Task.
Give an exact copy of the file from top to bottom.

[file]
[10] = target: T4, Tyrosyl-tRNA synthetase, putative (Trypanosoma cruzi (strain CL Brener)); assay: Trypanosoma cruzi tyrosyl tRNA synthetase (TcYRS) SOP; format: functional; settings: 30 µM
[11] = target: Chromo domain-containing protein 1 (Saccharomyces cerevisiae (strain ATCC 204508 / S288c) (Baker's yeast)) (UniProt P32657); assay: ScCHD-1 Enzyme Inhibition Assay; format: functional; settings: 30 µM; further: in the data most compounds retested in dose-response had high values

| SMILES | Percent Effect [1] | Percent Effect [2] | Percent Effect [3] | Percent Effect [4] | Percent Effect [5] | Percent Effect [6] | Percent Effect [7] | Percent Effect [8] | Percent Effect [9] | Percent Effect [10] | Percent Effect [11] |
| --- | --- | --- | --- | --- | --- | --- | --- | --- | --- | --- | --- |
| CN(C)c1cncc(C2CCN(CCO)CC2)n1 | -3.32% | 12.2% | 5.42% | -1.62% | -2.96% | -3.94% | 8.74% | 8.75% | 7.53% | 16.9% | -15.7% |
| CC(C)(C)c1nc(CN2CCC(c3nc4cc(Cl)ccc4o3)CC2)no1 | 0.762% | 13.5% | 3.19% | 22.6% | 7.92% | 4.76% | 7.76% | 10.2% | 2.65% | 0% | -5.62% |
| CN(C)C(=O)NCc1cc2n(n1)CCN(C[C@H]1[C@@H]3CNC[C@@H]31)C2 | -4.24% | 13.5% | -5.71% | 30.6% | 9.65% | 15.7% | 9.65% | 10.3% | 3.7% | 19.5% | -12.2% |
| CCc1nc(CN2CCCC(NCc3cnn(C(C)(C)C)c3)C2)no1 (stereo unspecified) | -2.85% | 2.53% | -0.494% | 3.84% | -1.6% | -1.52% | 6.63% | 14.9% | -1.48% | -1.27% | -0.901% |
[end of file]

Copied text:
[10] = target: T4, Tyrosyl-tRNA synthetase, putative (Trypanosoma cruzi (strain CL Brener)); assay: Trypanosoma cruzi tyrosyl tRNA synthetase (TcYRS) SOP; format: functional; settings: 30 µM
[11] = target: Chromo domain-containing protein 1 (Saccharomyces cerevisiae (strain ATCC 204508 / S288c) (Baker's yeast)) (UniProt P32657); assay: ScCHD-1 Enzyme Inhibition Assay; format: functional; settings: 30 µM; further: in the data most compounds retested in dose-response had high values

| SMILES | Percent Effect [1] | Percent Effect [2] | Percent Effect [3] | Percent Effect [4] | Percent Effect [5] | Percent Effect [6] | Percent Effect [7] | Percent Effect [8] | Percent Effect [9] | Percent Effect [10] | Percent Effect [11] |
| --- | --- | --- | --- | --- | --- | --- | --- | --- | --- | --- | --- |
| CN(C)c1cncc(C2CCN(CCO)CC2)n1 | -3.32% | 12.2% | 5.42% | -1.62% | -2.96% | -3.94% | 8.74% | 8.75% | 7.53% | 16.9% | -15.7% |
| CC(C)(C)c1nc(CN2CCC(c3nc4cc(Cl)ccc4o3)CC2)no1 | 0.762% | 13.5% | 3.19% | 22.6% | 7.92% | 4.76% | 7.76% | 10.2% | 2.65% | 0% | -5.62% |
| CN(C)C(=O)NCc1cc2n(n1)CCN(C[C@H]1[C@@H]3CNC[C@@H]31)C2 | -4.24% | 13.5% | -5.71% | 30.6% | 9.65% | 15.7% | 9.65% | 10.3% | 3.7% | 19.5% | -12.2% |
| CCc1nc(CN2CCCC(NCc3cnn(C(C)(C)C)c3)C2)no1 (stereo unspecified) | -2.85% | 2.53% | -0.494% | 3.84% | -1.6% | -1.52% | 6.63% | 14.9% | -1.48% | -1.27% | -0.901% |